Pearson’s correlation analysis was used for statistical correlation between 2 parameters (Figures 5,6). All statistical analysis was 2-sided, with P<0.05 considered statistically significant. For statistical analysis, GraphPad Prism version 6.0 (GraphPad Software, San Diego, CA, USA) was used.
Population of CD4+CD28null T cell was inversely correlated with regulatory T-cell/effector T-cell (Treg/Teff) ratio. (A) CD4+CD28null T cell level (1-way ANOVA test followed by Tukey’s post-hoc analysis); (B) correlation between Treg/Teff ratio and % of CD4+CD28null T cells in the CD4+ T cells in all coronary artery disease (CAD) patients (middle-aged and old CAD groups), excluding % of CD4+CD28null T cells <0.3% in all CAD patients, calculated by Pearson’s correlation. *P<0.05.
Regulatory T-cell/effector T-cell (Treg/Teff) ratio was inversely correlated with logarithmic transformed high-sensitivity C-reactive protein (hs-CRP) in all coronary artery disease (CAD) patients (middle-aged and old CAD groups; Pearson’s correlation test).
The baseline characteristics, medications and laboratory data of the CAD and control groups are listed in Table. The CAD group had relatively low LDL-C because most of these patients took statins. High-density lipoprotein cholesterol was lower, and triglycerides and HbA1c were higher in the middle-aged CAD group compared to age-matched controls (Table).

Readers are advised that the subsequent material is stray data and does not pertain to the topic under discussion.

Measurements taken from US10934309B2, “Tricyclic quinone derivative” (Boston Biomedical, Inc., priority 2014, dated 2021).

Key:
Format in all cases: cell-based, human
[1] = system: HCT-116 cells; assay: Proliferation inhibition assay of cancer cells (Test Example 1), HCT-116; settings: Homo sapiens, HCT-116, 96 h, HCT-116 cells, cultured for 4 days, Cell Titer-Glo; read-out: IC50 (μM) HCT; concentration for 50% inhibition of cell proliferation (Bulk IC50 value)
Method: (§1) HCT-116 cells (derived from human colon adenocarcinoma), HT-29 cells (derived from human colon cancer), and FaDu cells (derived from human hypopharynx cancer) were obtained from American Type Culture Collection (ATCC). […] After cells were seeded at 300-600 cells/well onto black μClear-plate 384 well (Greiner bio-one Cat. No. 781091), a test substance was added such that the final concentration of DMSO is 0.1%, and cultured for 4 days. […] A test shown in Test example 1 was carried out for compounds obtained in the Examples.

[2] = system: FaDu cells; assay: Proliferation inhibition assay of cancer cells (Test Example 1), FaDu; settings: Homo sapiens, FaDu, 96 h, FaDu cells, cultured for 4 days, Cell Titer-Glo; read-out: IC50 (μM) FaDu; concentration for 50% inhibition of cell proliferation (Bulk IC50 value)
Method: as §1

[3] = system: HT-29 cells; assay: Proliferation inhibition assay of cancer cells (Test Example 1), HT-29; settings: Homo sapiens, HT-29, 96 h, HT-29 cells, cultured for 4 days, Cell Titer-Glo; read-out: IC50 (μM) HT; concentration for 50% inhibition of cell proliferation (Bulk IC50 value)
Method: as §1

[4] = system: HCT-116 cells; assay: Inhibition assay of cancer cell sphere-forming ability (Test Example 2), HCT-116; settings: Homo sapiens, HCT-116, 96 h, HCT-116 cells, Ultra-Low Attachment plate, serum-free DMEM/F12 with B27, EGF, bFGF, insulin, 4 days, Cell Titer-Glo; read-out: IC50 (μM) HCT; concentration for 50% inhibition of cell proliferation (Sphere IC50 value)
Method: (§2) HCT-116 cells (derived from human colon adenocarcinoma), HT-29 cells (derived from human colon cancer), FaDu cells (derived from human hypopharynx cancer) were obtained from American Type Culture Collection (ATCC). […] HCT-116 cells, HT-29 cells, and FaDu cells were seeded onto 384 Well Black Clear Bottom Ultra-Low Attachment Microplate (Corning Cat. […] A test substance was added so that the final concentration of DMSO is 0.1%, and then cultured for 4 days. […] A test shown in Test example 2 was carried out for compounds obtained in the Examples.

Based on the expression of FoxP3 and CD45RA, we separated the T-cell subpopulations into fractions (Fr1, Fr2, Fr3 and Fr4+5; Figure 1) on flow cytometry. Representative analyses of each T-cell fraction from the control and CAD groups are shown in Figures 1B,C. In accordance with a previous report, human Treg were divided into CD45RA+FoxP3low resting Treg (Fr1) and CD45RA–FoxP3high activated Treg (Fr2), and activated Teff were defined as CD45RA–FoxP3low T cells (Fr3) and CD45RA–FoxP3– T cells (Fr4+5). The middle-aged CAD group had a lower percentage of resting Treg (2.38±0.84% in the control vs. 1.97±0.93% in the CAD group, P<0.01) and activated Treg (1.76±0.93% in the control vs. 1.36±0.66% in the CAD group, P<0.05) and a higher percentage of Fr3 (2.74±0.96% in the control vs. 3.63±1.13% in the CAD group, P<0.001) and Fr4+5 (25.3±10.2% in the control group, 33.1±8.8% in the CAD group, P<0.001) within the CD4+ T cell population compared to the middle-aged control group (Figure 2A). The percentage of Treg fractions including Fr1+Fr2 was significantly decreased in the middle-aged CAD group compared to the middle-aged control group (Figure 2B). The Treg/Teff ratio (Fr1+2/Fr3+4+5) in middle-aged CAD group (0.10±0.05) was markedly lower than in the middle-aged control group (0.17±0.09, P<0.001; Figure 2C), indicating the imbalance between Treg and Teff under atherosclerotic conditions. Notably, we found no difference in FoxP3+ T cell level including Fr1+Fr2+Fr3 between the middle-aged CAD and middle-aged control groups (Figure 2D).
Consistent with a previous report,17 the proportion of resting Treg (Fr1) was decreased in the young control group compared to the middle-aged control group, whereas that of activated Treg (Fr2) was increased (Figures 3A,B). Notably, both fractions tended to be decreased in CAD patients. In addition, the Treg/Teff ratio tended to decrease with aging in both the CAD and control groups (Figure 3C).